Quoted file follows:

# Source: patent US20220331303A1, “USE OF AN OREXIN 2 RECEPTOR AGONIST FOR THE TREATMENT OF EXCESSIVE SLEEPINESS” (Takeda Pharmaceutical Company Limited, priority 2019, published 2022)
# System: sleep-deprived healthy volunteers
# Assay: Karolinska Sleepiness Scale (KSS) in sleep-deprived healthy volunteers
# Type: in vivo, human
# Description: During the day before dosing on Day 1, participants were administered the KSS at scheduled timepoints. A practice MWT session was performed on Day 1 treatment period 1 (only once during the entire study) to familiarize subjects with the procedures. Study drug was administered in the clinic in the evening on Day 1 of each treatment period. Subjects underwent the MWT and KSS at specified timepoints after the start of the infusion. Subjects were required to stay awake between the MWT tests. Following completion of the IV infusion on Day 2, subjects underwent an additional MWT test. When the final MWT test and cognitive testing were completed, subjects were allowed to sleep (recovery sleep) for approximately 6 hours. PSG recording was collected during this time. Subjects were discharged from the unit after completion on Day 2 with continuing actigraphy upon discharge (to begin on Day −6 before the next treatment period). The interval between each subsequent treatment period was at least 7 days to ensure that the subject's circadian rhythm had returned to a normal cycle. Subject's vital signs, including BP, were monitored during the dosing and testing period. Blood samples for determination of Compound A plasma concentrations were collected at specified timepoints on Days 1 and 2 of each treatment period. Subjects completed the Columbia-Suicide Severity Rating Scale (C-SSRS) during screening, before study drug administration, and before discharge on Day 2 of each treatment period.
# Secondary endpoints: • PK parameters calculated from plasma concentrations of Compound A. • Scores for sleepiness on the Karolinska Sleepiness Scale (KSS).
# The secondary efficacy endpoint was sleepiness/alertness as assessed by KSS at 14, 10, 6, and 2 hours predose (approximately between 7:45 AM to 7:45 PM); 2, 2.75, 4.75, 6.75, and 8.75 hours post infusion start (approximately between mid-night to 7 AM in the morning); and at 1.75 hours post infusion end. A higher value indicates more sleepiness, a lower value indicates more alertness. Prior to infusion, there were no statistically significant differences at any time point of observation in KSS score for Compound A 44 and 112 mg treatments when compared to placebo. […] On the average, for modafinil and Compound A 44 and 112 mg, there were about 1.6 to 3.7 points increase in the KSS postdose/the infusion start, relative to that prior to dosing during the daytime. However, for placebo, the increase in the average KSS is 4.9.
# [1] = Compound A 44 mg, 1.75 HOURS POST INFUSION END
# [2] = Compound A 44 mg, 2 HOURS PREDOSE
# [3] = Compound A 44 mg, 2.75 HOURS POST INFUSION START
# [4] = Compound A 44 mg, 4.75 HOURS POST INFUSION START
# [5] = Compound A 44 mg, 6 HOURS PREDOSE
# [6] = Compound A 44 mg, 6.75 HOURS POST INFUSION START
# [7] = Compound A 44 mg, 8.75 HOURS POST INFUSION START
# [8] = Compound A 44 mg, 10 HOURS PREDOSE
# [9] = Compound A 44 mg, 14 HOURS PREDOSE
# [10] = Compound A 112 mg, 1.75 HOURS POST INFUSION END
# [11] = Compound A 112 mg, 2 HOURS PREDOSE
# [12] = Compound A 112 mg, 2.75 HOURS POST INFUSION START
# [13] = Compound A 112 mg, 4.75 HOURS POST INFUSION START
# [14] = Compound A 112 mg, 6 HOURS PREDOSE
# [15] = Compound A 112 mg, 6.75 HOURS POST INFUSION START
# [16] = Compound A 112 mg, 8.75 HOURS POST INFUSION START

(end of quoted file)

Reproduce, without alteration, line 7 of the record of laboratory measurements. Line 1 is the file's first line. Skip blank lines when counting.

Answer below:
# The secondary efficacy endpoint was sleepiness/alertness as assessed by KSS at 14, 10, 6, and 2 hours predose (approximately between 7:45 AM to 7:45 PM); 2, 2.75, 4.75, 6.75, and 8.75 hours post infusion start (approximately between mid-night to 7 AM in the morning); and at 1.75 hours post infusion end. A higher value indicates more sleepiness, a lower value indicates more alertness. Prior to infusion, there were no statistically significant differences at any time point of observation in KSS score for Compound A 44 and 112 mg treatments when compared to placebo. […] On the average, for modafinil and Compound A 44 and 112 mg, there were about 1.6 to 3.7 points increase in the KSS postdose/the infusion start, relative to that prior to dosing during the daytime. However, for placebo, the increase in the average KSS is 4.9.